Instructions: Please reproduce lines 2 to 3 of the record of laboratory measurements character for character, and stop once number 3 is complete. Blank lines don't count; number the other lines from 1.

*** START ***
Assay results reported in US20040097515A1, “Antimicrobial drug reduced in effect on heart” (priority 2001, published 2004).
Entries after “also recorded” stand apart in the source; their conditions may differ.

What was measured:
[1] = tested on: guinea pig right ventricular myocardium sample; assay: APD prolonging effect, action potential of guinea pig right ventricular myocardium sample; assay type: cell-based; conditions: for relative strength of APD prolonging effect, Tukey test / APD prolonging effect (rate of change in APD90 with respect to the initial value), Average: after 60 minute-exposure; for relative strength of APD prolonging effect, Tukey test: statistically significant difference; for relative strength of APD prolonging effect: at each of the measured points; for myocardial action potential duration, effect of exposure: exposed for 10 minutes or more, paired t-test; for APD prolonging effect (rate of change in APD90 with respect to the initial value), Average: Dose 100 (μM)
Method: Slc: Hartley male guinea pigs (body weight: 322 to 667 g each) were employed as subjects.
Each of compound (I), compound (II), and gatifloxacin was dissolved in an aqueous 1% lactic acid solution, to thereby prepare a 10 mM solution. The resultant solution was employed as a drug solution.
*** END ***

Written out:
Entries after “also recorded” stand apart in the source; their conditions may differ.

What was measured: